Stephen Wallick May 20, 2019 No Comments

If you owe money to the IRS, the agency can eventually levy a federal tax lien on your home or personal property. When you try to sell the asset, the IRS will collect its money before you get your share. In many cases, though, you’ll have trouble making that sale as long as the lien exists on it, forcing you to try to get the lien removed beforehand. Getting a lien removed isn’t always easy, but it can be done, provided you have the money to clear things up.

Resolving Your Tax Issue

The first step toward having a federal tax lien removed is to pay the IRS what you owe. If you believe that the finding was in error, you can go through the appeals process, but this can take time. If you owe the debt, you may be able to work out a payment arrangement, but you’ll still have to pay off the entire amount before the lien is released. The good news is, you can possibly resolve this by filing Form 12277 to request withdrawal of the lien, which will allow you to have it pulled while you’re making payments on it.

Removing a Lien on Your Home

Once your debt is paid in full, the IRS should file a Certificate of Release of Federal Tax Lien with the authority that holds the lien. After a short time has passed, you should follow up with the appropriate authorities to make sure the lien is no longer on your property. If you’re selling your house, the title company will perform this search before the sale can go through, so it’s important to make sure it’s been cleared before putting your property on the market.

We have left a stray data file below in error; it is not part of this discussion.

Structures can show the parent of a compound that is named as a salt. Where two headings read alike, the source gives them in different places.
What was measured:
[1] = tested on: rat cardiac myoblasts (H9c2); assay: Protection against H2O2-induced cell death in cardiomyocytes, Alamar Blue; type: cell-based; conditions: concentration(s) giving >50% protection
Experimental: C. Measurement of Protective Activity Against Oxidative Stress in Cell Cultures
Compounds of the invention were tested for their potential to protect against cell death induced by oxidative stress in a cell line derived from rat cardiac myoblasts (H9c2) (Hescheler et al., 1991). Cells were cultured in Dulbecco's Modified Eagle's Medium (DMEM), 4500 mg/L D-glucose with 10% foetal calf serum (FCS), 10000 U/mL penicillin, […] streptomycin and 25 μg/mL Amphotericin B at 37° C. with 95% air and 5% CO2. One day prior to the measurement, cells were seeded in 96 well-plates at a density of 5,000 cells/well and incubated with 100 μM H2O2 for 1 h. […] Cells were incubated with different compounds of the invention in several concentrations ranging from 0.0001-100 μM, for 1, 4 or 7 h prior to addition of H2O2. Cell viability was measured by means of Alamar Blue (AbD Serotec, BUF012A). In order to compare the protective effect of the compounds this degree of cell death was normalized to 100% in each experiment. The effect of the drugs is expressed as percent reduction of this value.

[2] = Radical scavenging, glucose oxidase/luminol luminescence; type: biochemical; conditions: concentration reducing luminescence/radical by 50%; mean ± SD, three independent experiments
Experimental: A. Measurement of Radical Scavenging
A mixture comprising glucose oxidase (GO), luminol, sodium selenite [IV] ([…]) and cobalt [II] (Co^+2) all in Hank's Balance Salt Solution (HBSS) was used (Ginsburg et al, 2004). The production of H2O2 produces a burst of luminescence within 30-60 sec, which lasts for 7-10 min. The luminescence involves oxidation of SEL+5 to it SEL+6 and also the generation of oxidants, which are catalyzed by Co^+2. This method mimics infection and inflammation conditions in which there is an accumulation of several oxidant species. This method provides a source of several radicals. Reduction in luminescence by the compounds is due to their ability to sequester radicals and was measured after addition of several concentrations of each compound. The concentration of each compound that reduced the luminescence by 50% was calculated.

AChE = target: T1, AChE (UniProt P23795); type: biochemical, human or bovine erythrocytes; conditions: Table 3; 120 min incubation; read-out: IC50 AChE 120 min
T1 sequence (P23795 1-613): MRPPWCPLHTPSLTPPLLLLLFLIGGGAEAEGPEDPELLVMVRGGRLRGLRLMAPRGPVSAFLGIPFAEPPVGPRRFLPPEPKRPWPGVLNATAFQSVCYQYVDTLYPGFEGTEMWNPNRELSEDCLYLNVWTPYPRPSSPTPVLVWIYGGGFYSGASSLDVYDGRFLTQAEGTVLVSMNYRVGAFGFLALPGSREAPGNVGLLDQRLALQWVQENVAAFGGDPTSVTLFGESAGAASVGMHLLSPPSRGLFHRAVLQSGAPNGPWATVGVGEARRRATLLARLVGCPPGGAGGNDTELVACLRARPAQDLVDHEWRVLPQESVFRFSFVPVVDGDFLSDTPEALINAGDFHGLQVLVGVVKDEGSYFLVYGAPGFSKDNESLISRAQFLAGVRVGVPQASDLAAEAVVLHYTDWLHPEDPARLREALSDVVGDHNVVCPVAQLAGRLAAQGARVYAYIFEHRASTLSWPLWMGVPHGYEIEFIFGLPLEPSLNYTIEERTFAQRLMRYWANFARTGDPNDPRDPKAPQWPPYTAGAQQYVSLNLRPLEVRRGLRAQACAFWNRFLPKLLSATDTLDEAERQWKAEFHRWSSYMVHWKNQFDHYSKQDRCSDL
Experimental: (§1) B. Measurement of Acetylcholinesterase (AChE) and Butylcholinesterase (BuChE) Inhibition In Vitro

Clean Up Your Credit

Unfortunately, your property isn’t the only thing you have to worry about. A tax lien can damage your credit score. Paying it off doesn’t always clear that up, either. It’s important to pull a copy of your credit report at least 30 days after you’ve paid off your tax debt to make sure it’s been removed. If not, you should be able to contact the credit bureau in question and dispute the listing.

A tax lien can be a temporary setback, but as long as you know the steps to take, you can have it resolved. If you believe the lien is in error, it may help to work with a tax professional to discuss what options you have. You may be able to work with the IRS to resolve any misunderstanding that might have led to the lien.

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